Poured concrete, one of the most frequently used construction materials, creates strong foundation walls and flatwork. Laying concrete next to the house, whether you're constructing a sidewalk, or a pad for an air conditioner or patio, requires attaching the new concrete to the existing foundation using steel pins. Once the pins are in place, you can pour the concrete just as you would any other slab.
Dig out the soil to a depth of 5 inches where you want to pour the concrete slab. This includes the soil next to the foundation.
Cut 2-by-4 dimensional lumber, with a circular saw, to construct the concrete forms. Use a screwgun and 3-inch screws to attach the forms to stakes driven into the ground about 1-foot apart on the outside of the forms.
Set the top of the forms at a slant. The surface of the slab should slope away from the house at the rate of a quarter inch per every lineal foot of concrete. For example, if you're pouring a 12-foot wide concrete slab, the outside edge of the slab should be 3 inches lower than the concrete next to the house to encourage drainage away from the foundation.
Drill holes, 3 inches deep, into the concrete foundation, spacing them 1-foot apart and at a 45-degree downward angle. Use a concrete drill, fitted with a 1/2-inch bit, and start each hole 2 inches below the future surface of the new concrete. If you're pouring a 4-foot wide concrete pad, you will drill three holes into the foundation.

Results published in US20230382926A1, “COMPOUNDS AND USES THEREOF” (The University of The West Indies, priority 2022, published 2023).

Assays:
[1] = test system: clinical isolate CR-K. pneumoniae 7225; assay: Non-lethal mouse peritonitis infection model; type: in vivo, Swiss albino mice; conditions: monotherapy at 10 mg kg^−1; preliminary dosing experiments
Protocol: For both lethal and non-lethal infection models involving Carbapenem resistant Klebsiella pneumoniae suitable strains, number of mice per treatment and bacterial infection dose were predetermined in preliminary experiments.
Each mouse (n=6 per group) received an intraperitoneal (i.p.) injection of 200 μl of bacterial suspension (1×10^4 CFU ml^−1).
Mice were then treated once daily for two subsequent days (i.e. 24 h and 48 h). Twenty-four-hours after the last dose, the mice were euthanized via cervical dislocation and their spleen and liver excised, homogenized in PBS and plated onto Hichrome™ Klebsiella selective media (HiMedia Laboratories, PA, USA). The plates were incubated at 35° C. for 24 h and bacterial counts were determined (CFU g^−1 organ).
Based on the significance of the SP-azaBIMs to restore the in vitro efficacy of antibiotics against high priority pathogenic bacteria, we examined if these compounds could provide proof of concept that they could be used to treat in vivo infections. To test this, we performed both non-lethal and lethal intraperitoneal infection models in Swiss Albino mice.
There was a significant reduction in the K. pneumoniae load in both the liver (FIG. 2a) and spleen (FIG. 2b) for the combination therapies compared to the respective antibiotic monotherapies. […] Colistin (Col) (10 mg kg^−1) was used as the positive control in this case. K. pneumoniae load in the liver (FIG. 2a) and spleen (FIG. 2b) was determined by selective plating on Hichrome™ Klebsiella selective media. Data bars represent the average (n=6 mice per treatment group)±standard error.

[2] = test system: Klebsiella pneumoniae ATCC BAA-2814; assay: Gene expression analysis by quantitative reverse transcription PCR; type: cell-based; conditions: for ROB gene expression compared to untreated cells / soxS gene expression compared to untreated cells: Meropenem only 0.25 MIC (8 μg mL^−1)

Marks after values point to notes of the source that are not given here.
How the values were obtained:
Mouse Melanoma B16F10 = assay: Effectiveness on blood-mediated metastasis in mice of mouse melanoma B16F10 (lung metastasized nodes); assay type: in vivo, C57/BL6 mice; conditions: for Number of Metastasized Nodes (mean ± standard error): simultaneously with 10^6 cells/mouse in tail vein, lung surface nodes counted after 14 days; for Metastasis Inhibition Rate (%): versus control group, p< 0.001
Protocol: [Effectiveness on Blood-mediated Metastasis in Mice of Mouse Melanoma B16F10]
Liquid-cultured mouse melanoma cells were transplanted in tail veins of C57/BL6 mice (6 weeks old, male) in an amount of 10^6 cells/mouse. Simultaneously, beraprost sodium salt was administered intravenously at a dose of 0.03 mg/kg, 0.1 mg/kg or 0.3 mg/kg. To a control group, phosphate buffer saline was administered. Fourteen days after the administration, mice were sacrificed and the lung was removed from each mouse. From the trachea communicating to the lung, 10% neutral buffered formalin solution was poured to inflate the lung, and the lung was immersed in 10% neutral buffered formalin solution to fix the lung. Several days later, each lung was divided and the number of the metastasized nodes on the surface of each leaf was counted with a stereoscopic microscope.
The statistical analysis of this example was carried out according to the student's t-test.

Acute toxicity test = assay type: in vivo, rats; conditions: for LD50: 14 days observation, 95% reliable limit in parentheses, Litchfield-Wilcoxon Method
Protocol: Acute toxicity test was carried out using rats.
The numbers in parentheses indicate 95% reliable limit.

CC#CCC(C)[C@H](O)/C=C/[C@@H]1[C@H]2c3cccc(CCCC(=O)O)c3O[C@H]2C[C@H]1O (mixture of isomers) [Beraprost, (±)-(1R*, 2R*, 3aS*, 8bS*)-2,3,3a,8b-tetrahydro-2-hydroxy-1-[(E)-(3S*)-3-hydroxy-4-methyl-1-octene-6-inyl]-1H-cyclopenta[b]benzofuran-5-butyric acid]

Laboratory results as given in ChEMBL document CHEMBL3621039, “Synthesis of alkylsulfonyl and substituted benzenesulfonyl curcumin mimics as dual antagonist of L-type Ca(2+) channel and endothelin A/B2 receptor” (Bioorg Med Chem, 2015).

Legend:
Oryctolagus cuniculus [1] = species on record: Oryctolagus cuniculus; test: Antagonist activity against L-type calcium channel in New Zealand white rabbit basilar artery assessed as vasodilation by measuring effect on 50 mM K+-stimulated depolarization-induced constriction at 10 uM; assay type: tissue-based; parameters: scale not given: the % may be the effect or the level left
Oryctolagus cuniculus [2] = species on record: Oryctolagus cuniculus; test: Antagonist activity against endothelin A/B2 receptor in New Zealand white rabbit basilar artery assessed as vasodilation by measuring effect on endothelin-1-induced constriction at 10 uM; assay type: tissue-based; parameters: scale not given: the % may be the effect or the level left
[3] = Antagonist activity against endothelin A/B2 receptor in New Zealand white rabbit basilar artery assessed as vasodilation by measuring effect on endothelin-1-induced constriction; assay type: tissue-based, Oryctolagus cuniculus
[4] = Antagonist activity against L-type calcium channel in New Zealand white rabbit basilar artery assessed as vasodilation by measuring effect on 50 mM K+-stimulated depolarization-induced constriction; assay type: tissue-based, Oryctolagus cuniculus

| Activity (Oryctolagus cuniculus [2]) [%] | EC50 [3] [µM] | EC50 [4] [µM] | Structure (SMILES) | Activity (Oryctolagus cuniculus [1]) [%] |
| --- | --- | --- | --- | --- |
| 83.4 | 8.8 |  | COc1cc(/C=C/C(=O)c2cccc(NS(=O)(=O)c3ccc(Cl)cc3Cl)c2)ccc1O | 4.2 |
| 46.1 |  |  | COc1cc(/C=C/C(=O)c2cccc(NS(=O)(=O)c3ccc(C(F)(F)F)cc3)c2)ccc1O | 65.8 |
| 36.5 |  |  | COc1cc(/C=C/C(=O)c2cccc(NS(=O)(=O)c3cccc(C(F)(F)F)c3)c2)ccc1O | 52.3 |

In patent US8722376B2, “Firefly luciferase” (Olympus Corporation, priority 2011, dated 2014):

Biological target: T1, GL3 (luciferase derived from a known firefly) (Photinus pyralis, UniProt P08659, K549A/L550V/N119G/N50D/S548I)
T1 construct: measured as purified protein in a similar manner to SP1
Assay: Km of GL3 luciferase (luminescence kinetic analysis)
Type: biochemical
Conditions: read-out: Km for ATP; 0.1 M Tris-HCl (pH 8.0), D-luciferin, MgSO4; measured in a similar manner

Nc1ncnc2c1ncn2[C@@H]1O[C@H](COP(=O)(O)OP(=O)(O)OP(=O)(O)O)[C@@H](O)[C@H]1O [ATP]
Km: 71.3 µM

Cut 2-foot sections of steel rebar with a rebar cutter, and drive a 2-foot section into every hole drilled in the foundation with a sledgehammer. Rebar is 1/2 inch thick and it will be a snug fit.
Bend the ends of the rebar downward until they are horizontal. This positions the bars in the center of the future slab. This is called pinning.
Spread sand in the bottom of the formed area to a depth 4 inches below the surface of the concrete forms.
Cut and install additional steel rebar lengthwise and width-wise on top of the sand. Local building codes determine the amount of steel reinforcement you must add to a concrete pour, but the standard is one steel bar every 2 feet in both directions. The bars should extend to within 2 inches of the edges of the forms.
Position rebar chairs beneath every place where two bars cross. The chairs have grooves that secure the bars and elevate them off the soil a couple of inches.
Pour wet concrete into the forms and spread it out immediately. Use a vibrating concrete screed, which extends across the width of the forms to level the surface of the wet concrete. Place it across the forms, next to the house, turn it on, and pull it evenly over the form boards.
Smooth the surface of the wet concrete with a concrete float, which is a large flat plate on the end of a long bar that you will push and pull across the surface of the concrete.
Let the concrete begin to harden, and then trowel it with a power trowel to smooth the top once more.
Run a concrete edging tool along the edges of the semi-hardened concrete. The tool has a thin lip that fits between the concrete and the wood forms. By sliding it back and forth along the forms, you can form a rounded lip on the top edge of the concrete.
Cut control joints in the concrete slab with a concrete saw three or four days after the pour. Control joints generally run about 4 feet apart lengthwise and width-wise. Later, if the concrete cracks, it will usually crack in the control joints.